When the receiver 18 does not receive the expected pulses, a tamper event is declared and the active RFID tag 12 sends out a tamper beacon. The tamper beacon can be a wireless tamper beacon that is transmitted from a local tamper monitoring system 10 to a global monitoring system or a website 34 via a wireless network, a telephone network, and/or the Internet 36, as illustrated in
If no tamper event is detected, the tag 12 may send a self-initiated periodic signal or an optional signpost-initiated signal to confirm its presence, proper operation and status, including such information as its battery condition. In addition, the tamper monitoring system 10 can optionally operate with fixed magnetic, radio or infrared signposts, locators, interrogators and/or portable control units to provide setup, control, management and/or locating capabilities.
The above-described embodiment of the present invention has various advantages. For example, using a pulse optic signal transmitted through a fiber optic cable enhances security and reduces power consumption. Simply cutting the fiber optic cable and introducing a second light source would not be sufficient to defeat the tamper monitoring system, because the microcontroller may look for predetermined pulses both in amplitude and time. Additionally, the fiber optic cable has certain desirable qualities, such as its natural resistance to harsh environmental conditions such as heat, cold, ultra violet radiation, water, dust, ice and various corrosive elements or chemicals, and its resistance to electronic, capacitive or inductive interferences. A copper or other type of electrical cable can be “spliced” to a second cable so that the original cable can be severed without detection. With a fiber optic cable, any “slicing” would interrupt the light pulses traveling through it. Thus, the fiber optic cable provides improved tamper detection. Another advantage of the fiber optic cable is that the light transmitter and receiver do not need a common ground or power source. Each can be powered separately and can be a distance from each other, connected only by the fiber optic cable.
Although in the embodiment shown in
In another preferred embodiment, the correlation, comparison and cause-and-effect evaluation can be performed adaptively. This may be performed by comparing, collating or evaluating the received signal with the average of one or more previously received signals, such as one or more preceding received signals. If the change is sufficiently abrupt, it is interpreted as a tamper event, but slow changes, within defined limits, are interpreted as changes cause by component aging, temperature, moisture or other non-detrimental factors and when the difference between the received signal and the average is greater than a predetermined value, the tag transmits a tamper beacon.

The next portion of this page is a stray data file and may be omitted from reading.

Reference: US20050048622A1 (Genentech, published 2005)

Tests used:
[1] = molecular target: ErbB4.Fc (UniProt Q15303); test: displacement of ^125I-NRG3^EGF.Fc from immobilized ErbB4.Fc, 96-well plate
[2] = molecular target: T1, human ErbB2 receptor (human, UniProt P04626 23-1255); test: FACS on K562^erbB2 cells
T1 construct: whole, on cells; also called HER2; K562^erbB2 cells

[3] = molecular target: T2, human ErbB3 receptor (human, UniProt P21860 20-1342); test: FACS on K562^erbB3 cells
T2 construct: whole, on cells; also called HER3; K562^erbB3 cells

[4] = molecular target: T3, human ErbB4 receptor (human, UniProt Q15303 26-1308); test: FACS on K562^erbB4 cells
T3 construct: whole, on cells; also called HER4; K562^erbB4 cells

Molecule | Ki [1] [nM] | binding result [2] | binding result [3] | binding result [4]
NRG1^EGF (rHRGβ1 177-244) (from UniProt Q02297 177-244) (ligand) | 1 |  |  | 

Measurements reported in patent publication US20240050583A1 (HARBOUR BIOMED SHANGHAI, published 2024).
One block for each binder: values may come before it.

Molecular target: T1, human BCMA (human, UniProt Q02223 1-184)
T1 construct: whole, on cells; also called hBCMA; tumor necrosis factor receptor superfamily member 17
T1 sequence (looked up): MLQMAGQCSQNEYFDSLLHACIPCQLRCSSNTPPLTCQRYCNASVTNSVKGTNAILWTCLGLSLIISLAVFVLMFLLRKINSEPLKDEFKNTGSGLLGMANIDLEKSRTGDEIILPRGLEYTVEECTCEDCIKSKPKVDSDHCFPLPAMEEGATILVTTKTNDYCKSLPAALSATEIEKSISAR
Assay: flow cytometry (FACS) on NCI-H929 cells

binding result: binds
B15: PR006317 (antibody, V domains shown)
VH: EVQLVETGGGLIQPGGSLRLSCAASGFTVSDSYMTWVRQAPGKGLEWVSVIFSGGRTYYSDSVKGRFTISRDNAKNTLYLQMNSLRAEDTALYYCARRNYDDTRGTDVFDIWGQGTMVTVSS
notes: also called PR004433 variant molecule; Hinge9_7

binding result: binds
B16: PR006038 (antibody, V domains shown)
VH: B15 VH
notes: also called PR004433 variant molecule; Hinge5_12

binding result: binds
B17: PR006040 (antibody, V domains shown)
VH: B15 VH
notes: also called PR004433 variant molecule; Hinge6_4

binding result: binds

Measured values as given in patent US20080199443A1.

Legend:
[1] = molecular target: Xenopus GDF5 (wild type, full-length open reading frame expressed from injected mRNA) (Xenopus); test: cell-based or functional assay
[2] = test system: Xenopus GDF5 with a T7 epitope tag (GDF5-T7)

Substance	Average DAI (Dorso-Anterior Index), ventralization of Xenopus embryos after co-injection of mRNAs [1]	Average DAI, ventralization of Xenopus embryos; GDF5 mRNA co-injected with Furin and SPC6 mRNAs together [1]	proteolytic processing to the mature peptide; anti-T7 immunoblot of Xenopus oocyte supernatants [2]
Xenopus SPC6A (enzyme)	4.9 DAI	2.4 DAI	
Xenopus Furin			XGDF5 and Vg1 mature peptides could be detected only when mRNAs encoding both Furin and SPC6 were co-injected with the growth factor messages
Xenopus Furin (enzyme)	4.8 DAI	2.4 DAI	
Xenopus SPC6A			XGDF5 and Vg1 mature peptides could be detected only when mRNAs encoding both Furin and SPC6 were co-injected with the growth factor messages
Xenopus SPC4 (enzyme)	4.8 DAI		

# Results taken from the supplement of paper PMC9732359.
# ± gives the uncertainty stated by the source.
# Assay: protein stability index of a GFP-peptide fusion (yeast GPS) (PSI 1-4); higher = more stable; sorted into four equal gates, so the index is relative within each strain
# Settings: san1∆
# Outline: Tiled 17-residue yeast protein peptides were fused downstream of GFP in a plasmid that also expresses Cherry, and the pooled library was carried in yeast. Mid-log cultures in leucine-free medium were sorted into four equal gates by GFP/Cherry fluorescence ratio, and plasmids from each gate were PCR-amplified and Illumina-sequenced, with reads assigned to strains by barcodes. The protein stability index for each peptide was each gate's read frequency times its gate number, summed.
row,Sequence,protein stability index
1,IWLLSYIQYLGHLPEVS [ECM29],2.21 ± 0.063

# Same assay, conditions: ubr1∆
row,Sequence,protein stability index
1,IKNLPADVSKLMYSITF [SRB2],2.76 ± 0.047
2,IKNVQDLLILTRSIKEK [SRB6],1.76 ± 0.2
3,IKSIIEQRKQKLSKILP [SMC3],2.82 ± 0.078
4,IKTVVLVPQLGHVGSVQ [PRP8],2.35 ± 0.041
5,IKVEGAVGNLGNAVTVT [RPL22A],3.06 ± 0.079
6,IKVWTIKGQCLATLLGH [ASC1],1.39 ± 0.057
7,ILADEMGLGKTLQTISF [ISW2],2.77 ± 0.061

A signpost, a portable controller or a system transmitter can be used to activate and deactivate a tag in a secure manner or to change its properties such as its mode of operation, timing, coding, encryption, sensitivity, and so on.
Additionally, the system shown in
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|U.S. Classification||340/572.1, 340/568.2, 340/556|
|Cooperative Classification||G08B13/186, G09F3/0358, G08B13/1481, G08B25/10, G09F3/0329, G08B13/1445|
|European Classification||G08B13/186, G09F3/03A4, G09F3/03A6C, G08B25/10, G08B13/14N, G08B13/14H|
|Jul 28, 2006||AS||Assignment|
Owner name: RF CODE, INC., ARIZONA
Free format text: ASSIGNMENT OF ASSIGNORS INTEREST;ASSIGNORS:WORTHY, DAVIE;GLASSER, CHARLES;SIDI, YAZID;AND OTHERS;REEL/FRAME:018139/0373;SIGNING DATES FROM 20060711 TO 20060712
|Jun 27, 2008||AS||Assignment|
Owner name: SQUARE 1 BANK, NORTH CAROLINA
Free format text: SECURITY AGREEMENT;ASSIGNOR:RF CODE, INC.;REEL/FRAME:021165/0843
Effective date: 20080613
|Jun 1, 2012||FPAY||Fee payment|
Year of fee payment: 4
|Nov 3, 2014||AS||Assignment|
Free format text: RELEASE BY SECURED PARTY;ASSIGNOR:SQUARE 1 BANK;REEL/FRAME:034090/0785
Owner name: RF CODE, INC., TEXAS
Effective date: 20141031